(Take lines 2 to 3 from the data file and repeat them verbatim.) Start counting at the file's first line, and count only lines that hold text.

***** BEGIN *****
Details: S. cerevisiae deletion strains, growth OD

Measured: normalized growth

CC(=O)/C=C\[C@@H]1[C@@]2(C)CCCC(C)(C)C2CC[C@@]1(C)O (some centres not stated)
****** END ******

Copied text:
Measured: normalized growth

CC(=O)/C=C\[C@@H]1[C@@]2(C)CCCC(C)(C)C2CC[C@@]1(C)O (some centres not stated)